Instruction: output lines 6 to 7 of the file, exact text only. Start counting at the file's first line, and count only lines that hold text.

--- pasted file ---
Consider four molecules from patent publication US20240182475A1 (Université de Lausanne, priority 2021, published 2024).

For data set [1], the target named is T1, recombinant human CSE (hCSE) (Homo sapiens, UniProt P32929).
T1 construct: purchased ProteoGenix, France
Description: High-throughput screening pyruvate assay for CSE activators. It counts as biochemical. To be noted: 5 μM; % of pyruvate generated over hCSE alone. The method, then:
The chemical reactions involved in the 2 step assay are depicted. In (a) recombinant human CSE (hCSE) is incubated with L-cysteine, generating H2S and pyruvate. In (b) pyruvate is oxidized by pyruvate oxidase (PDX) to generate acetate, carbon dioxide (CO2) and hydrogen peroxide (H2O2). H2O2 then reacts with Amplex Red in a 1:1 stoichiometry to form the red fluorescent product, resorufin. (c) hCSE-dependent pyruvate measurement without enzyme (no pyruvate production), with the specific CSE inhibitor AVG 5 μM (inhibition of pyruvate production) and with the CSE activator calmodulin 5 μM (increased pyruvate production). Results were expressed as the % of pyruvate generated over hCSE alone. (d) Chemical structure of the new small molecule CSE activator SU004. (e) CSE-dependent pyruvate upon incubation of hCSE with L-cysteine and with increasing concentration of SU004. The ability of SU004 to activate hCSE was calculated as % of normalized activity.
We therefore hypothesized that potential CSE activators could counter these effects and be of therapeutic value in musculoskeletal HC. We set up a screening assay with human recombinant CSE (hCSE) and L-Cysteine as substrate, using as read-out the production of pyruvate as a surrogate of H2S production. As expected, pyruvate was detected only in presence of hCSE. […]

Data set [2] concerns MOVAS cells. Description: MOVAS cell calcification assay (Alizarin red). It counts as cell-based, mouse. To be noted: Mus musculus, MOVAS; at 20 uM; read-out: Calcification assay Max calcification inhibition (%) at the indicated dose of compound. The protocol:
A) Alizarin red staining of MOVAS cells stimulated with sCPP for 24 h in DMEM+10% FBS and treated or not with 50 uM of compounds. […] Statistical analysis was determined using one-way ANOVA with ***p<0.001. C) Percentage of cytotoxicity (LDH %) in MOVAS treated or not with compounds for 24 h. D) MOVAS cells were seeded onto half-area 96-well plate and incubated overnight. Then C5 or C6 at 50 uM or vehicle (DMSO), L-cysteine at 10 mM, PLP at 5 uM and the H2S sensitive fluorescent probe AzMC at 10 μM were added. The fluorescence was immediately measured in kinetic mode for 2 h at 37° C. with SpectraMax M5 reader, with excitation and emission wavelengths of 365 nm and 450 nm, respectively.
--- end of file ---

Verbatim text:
We therefore hypothesized that potential CSE activators could counter these effects and be of therapeutic value in musculoskeletal HC. We set up a screening assay with human recombinant CSE (hCSE) and L-Cysteine as substrate, using as read-out the production of pyruvate as a surrogate of H2S production. As expected, pyruvate was detected only in presence of hCSE. […]

Data set [2] concerns MOVAS cells. Description: MOVAS cell calcification assay (Alizarin red). It counts as cell-based, mouse. To be noted: Mus musculus, MOVAS; at 20 uM; read-out: Calcification assay Max calcification inhibition (%) at the indicated dose of compound. The protocol: